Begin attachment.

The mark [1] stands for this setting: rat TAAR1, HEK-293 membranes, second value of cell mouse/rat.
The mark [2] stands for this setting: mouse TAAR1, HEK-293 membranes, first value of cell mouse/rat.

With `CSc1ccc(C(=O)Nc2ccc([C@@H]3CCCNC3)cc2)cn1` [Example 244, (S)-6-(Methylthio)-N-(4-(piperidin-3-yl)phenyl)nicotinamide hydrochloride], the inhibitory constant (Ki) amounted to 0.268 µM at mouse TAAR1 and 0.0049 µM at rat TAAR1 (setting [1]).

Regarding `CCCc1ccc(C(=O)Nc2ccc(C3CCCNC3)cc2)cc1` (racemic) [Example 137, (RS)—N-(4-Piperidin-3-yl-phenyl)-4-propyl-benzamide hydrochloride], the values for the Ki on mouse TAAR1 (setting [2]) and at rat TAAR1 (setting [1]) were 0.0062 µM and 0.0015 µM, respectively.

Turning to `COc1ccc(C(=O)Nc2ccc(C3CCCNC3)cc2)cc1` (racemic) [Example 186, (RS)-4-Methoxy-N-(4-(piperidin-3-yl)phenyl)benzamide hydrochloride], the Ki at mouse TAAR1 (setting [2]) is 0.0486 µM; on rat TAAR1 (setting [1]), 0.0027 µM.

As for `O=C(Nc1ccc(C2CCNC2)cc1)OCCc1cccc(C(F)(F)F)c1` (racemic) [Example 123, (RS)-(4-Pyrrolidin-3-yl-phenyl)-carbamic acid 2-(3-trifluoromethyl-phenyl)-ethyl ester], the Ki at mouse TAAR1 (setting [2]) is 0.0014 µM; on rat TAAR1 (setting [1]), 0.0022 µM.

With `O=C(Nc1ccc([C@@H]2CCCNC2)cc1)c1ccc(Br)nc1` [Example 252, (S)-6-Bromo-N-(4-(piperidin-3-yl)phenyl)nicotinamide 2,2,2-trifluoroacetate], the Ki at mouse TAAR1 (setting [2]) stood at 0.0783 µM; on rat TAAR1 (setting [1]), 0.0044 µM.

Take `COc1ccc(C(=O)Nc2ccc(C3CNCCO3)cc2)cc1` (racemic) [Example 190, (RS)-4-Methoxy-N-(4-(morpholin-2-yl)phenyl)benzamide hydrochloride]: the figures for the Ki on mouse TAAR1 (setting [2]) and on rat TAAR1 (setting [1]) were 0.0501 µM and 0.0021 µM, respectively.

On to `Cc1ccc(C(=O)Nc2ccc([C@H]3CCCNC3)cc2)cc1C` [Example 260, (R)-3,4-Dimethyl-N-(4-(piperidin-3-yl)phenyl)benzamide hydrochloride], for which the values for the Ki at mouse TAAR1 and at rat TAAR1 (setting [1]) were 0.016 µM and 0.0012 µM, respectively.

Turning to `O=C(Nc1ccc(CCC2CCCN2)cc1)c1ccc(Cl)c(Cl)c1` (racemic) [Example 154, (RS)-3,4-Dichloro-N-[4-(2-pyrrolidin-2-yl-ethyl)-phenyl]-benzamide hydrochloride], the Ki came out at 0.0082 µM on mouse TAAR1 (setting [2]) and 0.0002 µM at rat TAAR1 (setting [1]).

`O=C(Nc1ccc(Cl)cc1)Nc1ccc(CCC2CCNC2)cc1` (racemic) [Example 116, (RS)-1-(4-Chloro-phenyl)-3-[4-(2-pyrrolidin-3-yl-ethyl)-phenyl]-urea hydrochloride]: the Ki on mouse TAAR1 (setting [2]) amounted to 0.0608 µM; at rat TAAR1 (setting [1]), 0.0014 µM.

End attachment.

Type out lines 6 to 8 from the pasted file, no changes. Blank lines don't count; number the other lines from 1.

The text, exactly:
As for `O=C(Nc1ccc(C2CCNC2)cc1)OCCc1cccc(C(F)(F)F)c1` (racemic) [Example 123, (RS)-(4-Pyrrolidin-3-yl-phenyl)-carbamic acid 2-(3-trifluoromethyl-phenyl)-ethyl ester], the Ki at mouse TAAR1 (setting [2]) is 0.0014 µM; on rat TAAR1 (setting [1]), 0.0022 µM.

With `O=C(Nc1ccc([C@@H]2CCCNC2)cc1)c1ccc(Br)nc1` [Example 252, (S)-6-Bromo-N-(4-(piperidin-3-yl)phenyl)nicotinamide 2,2,2-trifluoroacetate], the Ki at mouse TAAR1 (setting [2]) stood at 0.0783 µM; on rat TAAR1 (setting [1]), 0.0044 µM.

Take `COc1ccc(C(=O)Nc2ccc(C3CNCCO3)cc2)cc1` (racemic) [Example 190, (RS)-4-Methoxy-N-(4-(morpholin-2-yl)phenyl)benzamide hydrochloride]: the figures for the Ki on mouse TAAR1 (setting [2]) and on rat TAAR1 (setting [1]) were 0.0501 µM and 0.0021 µM, respectively.